McConnell: Battle for control of the Senate will be a 'dogfight'

Senate Majority Leader Mitch McConnellAddison (Mitch) Mitchell McConnellCoronavirus talks collapse as negotiators fail to reach deal Pelosi, Schumer say White House declined T coronavirus deal COVID-19 bill limiting liability would strike the wrong balance MORE (R-Ky.) warned on Monday that the battle for control of the Senate in the November election will be a "dogfight," with neither party currently having a "lock" on winning the majority. 

McConnell, speaking to Fox News Radio, said Republicans are "on the defense" as they try to keep their Senate majority. Republicans are defending 23 seats, compared with 12 for Democrats, though many of them are in deep red states. 

"Let me just say that the Senate majority has not been a certainty at any point this cycle. We always knew from the beginning, and I've said consistently, that it's going to be a dogfight," McConnell said. 

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McConnell added that the makeup of the Senate map means Republicans have "a lot of exposure," where Democrats will try to unseat GOP incumbents. But he also pointed to Alabama and Michigan — where Democratic Sens. Doug Jones (Ala.) and Gary PetersGary Charles PetersTop Democrats say postmaster confirmed changes to mail service amid delays The Hill's Campaign Report: Trump's visit to battleground Ohio overshadowed by coronavirus Senate Democrats demand answers on migrant child trafficking during pandemic MORE (Mich.) are on the ballot — as "really good" pickup opportunities for Republicans. 

"I think it's a tough fight. We don't have a lock on it, nor do they. It's going to be a fight to the finish. Sort of like a knife fight in an alley," McConnell said.  

Democrats are feeling increasingly bullish about their chances of taking back the majority in November as tightening in several key races has put them increasingly in striking distance in states including Arizona, Colorado, Maine and North Carolina, where GOP Sens. Martha McSallyMartha Elizabeth McSallyFrom a Republican donor to Senate GOP: Remove marriage penalty or risk alienating voters Hillicon Valley: Facebook bans ads from pro-Trump PAC | Uber reports big drop in revenue | US offers M reward for election interference info Senate passes legislation to ban TikTok on federal devices MORE (Ariz.), Cory GardnerCory Scott GardnerFrom a Republican donor to Senate GOP: Remove marriage penalty or risk alienating voters The US military has options against China McConnell goes hands-off on coronavirus relief bill MORE (Colo.), Susan CollinsSusan Margaret CollinsFrom a Republican donor to Senate GOP: Remove marriage penalty or risk alienating voters The Hill's Campaign Report: Trump's visit to battleground Ohio overshadowed by coronavirus New polls show tight races for Graham, McConnell MORE (Maine) and Thom TillisThomas (Thom) Roland TillisFrom a Republican donor to Senate GOP: Remove marriage penalty or risk alienating voters The Hill's Campaign Report: COVID-19 puts conventions in flux  Sabato's Crystal Ball shifts Iowa Senate race to 'toss-up,' Georgia toward GOP MORE (N.C.) are on the ballot.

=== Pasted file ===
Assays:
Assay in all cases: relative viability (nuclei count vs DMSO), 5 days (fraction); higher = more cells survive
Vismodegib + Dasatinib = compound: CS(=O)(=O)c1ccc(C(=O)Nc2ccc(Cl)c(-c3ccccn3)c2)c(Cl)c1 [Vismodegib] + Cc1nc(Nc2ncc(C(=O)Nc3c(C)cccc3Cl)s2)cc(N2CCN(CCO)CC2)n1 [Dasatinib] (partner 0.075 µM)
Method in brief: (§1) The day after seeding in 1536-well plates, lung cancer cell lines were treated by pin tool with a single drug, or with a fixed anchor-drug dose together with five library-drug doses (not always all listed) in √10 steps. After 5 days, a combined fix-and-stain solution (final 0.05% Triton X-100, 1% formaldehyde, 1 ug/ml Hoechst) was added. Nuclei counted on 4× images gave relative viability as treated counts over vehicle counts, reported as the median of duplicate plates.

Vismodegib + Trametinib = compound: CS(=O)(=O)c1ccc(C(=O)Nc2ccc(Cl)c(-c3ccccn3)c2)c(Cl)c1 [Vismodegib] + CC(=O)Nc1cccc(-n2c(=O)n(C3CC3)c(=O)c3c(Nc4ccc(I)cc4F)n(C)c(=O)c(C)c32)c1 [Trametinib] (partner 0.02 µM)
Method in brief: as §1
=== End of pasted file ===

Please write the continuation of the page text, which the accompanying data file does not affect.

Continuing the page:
Democrats need to pick up three seats to win control of the chamber if the party also wins the White House or a net total of four seats to get an outright simple majority.  

The signs of momentum for Democrats come as their candidates have outraised GOP incumbents in Arizona, Colorado, Kentucky, Maine, Montana, North Carolina and South Carolina. 

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Meanwhile, the Democratic Senatorial Campaign Committee (DSCC) had its best-ever first-quarter fundraising haul at $28 million, though the National Republican Senatorial Committee (NRSC) raised $30.3 million in the first three months of 2020. The DSCC, however, outraised its GOP counterpart in March, bringing in $11 million to the NRSC's $9.1 million.  

McConnell on Monday argued that it was "not new" that Democrats were outspending them and raising more money but noted that Republicans had held and expanded the majority in previous cycles. 

"I think it is also true that the Democrats are doing a better job of raising funds in recent years than we have. But we took the Senate in 2014, we kept it in 2016, we increased our number in 2018, so the fact that the Democrats are raising more money shouldn't raise any eyebrows," he said.